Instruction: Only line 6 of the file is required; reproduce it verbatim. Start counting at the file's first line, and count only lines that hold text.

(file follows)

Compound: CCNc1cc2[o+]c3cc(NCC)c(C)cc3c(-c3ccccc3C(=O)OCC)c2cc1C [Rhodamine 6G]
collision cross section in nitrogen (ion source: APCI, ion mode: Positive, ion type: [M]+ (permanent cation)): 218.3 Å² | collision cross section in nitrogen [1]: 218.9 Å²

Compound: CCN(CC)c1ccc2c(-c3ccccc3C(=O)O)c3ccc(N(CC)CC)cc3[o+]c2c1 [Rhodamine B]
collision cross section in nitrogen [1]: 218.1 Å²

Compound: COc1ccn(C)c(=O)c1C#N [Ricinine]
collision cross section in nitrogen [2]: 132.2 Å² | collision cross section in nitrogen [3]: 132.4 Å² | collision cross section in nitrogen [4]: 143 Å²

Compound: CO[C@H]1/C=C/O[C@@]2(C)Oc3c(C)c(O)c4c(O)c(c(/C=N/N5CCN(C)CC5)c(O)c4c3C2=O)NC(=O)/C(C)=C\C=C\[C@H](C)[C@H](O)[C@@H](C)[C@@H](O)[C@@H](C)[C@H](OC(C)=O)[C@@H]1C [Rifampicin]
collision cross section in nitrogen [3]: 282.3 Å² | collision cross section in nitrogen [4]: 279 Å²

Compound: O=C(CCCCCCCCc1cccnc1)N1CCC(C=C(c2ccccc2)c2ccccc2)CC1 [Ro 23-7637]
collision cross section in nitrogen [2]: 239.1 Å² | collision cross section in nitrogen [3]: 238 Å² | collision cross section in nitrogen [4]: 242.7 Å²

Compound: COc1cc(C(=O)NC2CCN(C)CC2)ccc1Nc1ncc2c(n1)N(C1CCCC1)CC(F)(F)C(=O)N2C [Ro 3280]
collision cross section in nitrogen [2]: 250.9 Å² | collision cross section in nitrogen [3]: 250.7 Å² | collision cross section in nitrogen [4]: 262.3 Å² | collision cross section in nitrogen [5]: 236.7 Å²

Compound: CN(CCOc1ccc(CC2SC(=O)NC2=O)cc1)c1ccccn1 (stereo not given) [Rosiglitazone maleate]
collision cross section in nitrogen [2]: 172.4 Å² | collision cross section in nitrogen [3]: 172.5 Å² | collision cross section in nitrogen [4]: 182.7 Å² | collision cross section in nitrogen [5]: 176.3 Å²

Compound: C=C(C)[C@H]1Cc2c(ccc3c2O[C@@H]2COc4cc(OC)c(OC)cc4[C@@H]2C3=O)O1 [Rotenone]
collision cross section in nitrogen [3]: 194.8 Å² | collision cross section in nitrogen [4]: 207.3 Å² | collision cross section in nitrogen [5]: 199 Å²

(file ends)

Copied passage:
collision cross section in nitrogen [2]: 132.2 Å² | collision cross section in nitrogen [3]: 132.4 Å² | collision cross section in nitrogen [4]: 143 Å²